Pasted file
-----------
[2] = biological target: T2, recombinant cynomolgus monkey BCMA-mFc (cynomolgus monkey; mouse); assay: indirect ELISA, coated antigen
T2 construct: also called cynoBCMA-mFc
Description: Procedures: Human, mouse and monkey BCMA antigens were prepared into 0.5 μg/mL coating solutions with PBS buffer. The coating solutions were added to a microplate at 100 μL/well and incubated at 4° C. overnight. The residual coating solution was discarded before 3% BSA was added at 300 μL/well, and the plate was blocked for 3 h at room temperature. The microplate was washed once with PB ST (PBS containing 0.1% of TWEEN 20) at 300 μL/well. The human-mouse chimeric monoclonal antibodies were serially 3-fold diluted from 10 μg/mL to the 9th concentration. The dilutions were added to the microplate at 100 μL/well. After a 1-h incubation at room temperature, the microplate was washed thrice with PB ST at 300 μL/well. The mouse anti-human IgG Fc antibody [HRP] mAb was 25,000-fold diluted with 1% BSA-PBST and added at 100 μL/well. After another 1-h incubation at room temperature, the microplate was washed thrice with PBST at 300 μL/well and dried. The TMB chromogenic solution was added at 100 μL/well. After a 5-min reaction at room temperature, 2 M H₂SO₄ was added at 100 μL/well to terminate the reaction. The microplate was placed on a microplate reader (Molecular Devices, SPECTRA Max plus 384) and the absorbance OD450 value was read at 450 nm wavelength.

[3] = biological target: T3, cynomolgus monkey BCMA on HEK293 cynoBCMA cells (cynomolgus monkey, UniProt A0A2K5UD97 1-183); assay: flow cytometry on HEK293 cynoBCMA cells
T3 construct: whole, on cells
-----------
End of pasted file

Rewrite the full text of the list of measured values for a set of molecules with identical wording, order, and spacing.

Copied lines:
[2] = biological target: T2, recombinant cynomolgus monkey BCMA-mFc (cynomolgus monkey; mouse); assay: indirect ELISA, coated antigen
T2 construct: also called cynoBCMA-mFc
Description: Procedures: Human, mouse and monkey BCMA antigens were prepared into 0.5 μg/mL coating solutions with PBS buffer. The coating solutions were added to a microplate at 100 μL/well and incubated at 4° C. overnight. The residual coating solution was discarded before 3% BSA was added at 300 μL/well, and the plate was blocked for 3 h at room temperature. The microplate was washed once with PB ST (PBS containing 0.1% of TWEEN 20) at 300 μL/well. The human-mouse chimeric monoclonal antibodies were serially 3-fold diluted from 10 μg/mL to the 9th concentration. The dilutions were added to the microplate at 100 μL/well. After a 1-h incubation at room temperature, the microplate was washed thrice with PB ST at 300 μL/well. The mouse anti-human IgG Fc antibody [HRP] mAb was 25,000-fold diluted with 1% BSA-PBST and added at 100 μL/well. After another 1-h incubation at room temperature, the microplate was washed thrice with PBST at 300 μL/well and dried. The TMB chromogenic solution was added at 100 μL/well. After a 5-min reaction at room temperature, 2 M H₂SO₄ was added at 100 μL/well to terminate the reaction. The microplate was placed on a microplate reader (Molecular Devices, SPECTRA Max plus 384) and the absorbance OD450 value was read at 450 nm wavelength.

[3] = biological target: T3, cynomolgus monkey BCMA on HEK293 cynoBCMA cells (cynomolgus monkey, UniProt A0A2K5UD97 1-183); assay: flow cytometry on HEK293 cynoBCMA cells
T3 construct: whole, on cells